What is FPGA?
A Field-Programmable Gate Array (FPGA) is an integrated circuit designed to be configured by a customer or a designer after manufacturing by using a hardware description language (HDL). FPGAs can be used to implement any logical function that an ASIC could perform. The ability to update the functionality after shipping, partial reconfiguration of a portion of the design and the low non-recurring engineering costs compared to an ASIC design, offer advantages for many applications.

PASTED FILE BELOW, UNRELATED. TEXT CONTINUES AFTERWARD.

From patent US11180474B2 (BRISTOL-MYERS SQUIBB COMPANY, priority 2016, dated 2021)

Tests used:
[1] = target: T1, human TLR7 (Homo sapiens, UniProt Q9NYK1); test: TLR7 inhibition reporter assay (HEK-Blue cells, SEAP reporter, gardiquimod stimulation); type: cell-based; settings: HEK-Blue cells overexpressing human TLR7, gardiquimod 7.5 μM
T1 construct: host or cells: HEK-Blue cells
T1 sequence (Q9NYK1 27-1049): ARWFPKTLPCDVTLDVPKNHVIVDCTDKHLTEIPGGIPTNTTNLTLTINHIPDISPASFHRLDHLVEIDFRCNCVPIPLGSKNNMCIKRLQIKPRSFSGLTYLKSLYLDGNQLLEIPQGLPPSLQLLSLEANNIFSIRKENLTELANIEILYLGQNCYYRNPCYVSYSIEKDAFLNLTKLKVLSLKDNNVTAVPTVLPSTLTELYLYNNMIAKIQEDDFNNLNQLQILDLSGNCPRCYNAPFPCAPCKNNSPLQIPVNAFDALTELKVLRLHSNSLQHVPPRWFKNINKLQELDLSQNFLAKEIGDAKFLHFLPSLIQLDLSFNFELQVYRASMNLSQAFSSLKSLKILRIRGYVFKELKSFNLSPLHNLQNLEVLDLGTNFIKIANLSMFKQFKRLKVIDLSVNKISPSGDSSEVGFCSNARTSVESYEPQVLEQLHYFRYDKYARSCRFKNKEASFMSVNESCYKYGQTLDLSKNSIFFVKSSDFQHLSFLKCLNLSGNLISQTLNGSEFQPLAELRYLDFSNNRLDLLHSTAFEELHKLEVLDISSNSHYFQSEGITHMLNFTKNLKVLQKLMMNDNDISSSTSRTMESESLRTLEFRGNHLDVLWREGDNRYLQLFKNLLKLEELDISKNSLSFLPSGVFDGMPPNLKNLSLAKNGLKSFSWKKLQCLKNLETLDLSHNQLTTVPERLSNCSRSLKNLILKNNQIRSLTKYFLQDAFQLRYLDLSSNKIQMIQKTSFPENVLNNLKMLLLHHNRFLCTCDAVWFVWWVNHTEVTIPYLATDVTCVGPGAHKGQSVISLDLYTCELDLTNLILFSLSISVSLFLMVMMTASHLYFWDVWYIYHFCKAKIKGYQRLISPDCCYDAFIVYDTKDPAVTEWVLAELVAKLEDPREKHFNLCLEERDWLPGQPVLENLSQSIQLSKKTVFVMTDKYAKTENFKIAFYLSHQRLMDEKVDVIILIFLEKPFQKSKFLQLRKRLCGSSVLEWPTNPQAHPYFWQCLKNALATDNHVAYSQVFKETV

Historically, FPGAs have been slower, less energy efficient and generally achieved less functionality than their fixed ASIC counterparts. However, with the mass-production, method of the semiconductor micro-fabrication, the intense R&D activities and others in recent years, the gap in function between ASIC and FPGA has been significantly narrowed. FPGAs have contributed to much lower power consumption, higher speed, lower materials cost, minimal implementation space, re-configuration on the spot, a shorter time to market, lower non-recurring engineering costs and so on. It is also noteworthy that at the design stage you can use FPGA and when the design is finalized, you can switch to ASIC for mass-production purposes for a cost-efficient solution.